We work openly with a range of collaborators around the world to gather data and share practical experience and also have a fellowship scheme that helps to foster a worldwide network of experts. By focusing on collecting data around ‘impact’ in situ we are able to build up an evolving picture of changing practices.

The analytic framework for pulling together the data includes a set of research hypotheses which reflect some of the main claims that are made about OER. These help to provide focus but a further structuring is provided by the use of geospatial coordinates (which are of course universal) and map disparate data types on a map across a shared geographical base.

oer impact map1Image credit: OER Impact Map (OER Research Hub)

Mapping has become popular within the OER world, and there is a lot of interest in maps for strengthening communities and as tools for building a shared understanding of the world. Accordingly, OERRH’s OER Impact Map acts as both research tool and dissemination channel. By using a simple metadata structure for different data types it becomes possible to visualize (as well as simply ‘map’) information. For instance, real-time reporting of the evidence gathered across each hypothesis or visualising the sum of evidence gathered help us to understand the data. Soon it will be possible to browse the project survey data directly as well as interact with more detailed, structured narratives about OER impact. The map itself will continue to help us to see patterns in the data and cross-reference evidence gathered.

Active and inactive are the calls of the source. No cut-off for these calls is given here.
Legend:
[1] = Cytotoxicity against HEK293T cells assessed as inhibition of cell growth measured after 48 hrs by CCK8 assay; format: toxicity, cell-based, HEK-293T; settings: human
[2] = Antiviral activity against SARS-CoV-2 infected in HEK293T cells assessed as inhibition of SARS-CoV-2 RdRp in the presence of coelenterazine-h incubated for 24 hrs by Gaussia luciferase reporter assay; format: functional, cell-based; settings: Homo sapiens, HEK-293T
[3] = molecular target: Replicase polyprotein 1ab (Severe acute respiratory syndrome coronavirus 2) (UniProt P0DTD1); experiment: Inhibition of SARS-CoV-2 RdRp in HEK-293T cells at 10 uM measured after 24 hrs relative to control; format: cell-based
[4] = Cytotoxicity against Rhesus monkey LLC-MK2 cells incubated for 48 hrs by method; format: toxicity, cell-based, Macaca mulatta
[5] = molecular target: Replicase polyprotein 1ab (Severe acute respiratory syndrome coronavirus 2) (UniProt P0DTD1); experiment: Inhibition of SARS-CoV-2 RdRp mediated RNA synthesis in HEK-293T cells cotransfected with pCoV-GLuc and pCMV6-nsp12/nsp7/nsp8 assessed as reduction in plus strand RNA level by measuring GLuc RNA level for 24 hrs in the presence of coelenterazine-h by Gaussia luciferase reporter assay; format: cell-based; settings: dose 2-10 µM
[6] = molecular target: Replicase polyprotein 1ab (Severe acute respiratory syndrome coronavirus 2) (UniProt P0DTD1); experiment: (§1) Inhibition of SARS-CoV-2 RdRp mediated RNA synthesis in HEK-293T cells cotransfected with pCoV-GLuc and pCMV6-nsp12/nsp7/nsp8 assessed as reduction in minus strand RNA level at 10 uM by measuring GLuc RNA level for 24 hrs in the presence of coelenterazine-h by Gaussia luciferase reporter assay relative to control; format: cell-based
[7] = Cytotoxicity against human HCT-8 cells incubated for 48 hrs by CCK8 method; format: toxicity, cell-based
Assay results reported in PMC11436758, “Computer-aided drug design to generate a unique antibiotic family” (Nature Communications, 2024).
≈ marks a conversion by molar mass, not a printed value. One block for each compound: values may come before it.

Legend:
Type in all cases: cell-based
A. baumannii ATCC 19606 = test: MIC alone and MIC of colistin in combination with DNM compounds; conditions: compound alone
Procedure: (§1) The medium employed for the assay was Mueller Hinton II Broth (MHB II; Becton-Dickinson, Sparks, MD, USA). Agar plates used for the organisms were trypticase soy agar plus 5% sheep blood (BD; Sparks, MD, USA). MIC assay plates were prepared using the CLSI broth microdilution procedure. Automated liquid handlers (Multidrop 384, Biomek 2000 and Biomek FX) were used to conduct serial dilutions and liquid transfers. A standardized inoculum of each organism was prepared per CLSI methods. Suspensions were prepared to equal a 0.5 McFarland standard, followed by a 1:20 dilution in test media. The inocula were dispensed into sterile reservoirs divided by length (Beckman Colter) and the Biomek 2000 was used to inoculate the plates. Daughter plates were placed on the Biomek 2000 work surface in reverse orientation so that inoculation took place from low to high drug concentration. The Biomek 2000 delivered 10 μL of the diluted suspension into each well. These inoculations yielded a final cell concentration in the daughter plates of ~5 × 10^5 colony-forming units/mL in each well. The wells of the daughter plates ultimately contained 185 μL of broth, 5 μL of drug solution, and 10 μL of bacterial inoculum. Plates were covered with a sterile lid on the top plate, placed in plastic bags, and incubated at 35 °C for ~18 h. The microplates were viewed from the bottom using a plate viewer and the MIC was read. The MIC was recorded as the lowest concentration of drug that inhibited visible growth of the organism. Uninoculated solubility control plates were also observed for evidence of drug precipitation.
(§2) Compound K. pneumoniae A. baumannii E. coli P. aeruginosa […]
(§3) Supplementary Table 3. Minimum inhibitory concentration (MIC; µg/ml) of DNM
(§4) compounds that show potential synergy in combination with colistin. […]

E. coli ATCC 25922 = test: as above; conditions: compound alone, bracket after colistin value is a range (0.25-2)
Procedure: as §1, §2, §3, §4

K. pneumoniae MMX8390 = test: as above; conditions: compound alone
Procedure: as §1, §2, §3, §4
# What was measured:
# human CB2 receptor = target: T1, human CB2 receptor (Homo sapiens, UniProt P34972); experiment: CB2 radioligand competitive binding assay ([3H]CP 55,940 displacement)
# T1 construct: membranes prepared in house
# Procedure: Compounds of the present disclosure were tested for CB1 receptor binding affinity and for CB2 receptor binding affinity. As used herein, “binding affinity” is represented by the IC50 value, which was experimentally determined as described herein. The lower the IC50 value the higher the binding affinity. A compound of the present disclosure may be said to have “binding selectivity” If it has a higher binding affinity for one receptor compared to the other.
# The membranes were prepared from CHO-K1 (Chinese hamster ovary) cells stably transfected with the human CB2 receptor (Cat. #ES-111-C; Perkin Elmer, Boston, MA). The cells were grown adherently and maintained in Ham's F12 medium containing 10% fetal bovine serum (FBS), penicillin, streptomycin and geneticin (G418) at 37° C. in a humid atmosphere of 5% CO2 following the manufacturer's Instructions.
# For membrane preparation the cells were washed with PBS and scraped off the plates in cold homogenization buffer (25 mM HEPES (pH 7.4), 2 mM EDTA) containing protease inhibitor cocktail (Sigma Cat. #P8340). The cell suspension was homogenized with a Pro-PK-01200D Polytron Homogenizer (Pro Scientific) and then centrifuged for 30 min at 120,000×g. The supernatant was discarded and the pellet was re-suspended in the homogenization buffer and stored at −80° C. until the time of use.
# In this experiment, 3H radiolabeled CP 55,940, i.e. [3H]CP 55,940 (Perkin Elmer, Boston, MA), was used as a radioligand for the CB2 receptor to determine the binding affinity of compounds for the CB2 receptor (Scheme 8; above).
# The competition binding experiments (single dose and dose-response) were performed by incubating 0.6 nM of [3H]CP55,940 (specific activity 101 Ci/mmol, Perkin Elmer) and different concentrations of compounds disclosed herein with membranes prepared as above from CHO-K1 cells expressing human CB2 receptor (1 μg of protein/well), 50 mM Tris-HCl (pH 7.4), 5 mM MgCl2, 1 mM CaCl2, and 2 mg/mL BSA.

oer impact map2Image credit: OER Impact Map (OER Research Hub)

By no means is OER Impact Map complete; by its nature the data set continues to evolve. But openness is the key to the sustainability of a service like this: by inviting the open community to contribute directly and submit their impact narratives to OERRH the data can continue to grow iteratively and support the decisions made by educators, students, policymakers and advocates. Furthermore, open licensing of evidence records allows us to close citation loops and archive data more easily, and the relative ease with which open access research can be found helps it find it way into the evidence base.

It is worth noting that the combination of mapping and curation can be flexibly applied to other research questions in educational and social science. The code for OER Impact Map is available openly on GitHub, meaning others can use it build their own impact maps: or adapt this code to their own needs. The impact map is based on a JSON information architecture which supports multiple programming languages and flexible use of the data (like combining it with other datasets).

What our project illustrates is that the use of openness to solve challenges in the project can lead to innovation in approaches in understanding impact. The combination of mixed-methods research into hypotheses with mapping and data visualization techniques can be flexibly applied in support of traditional research activity.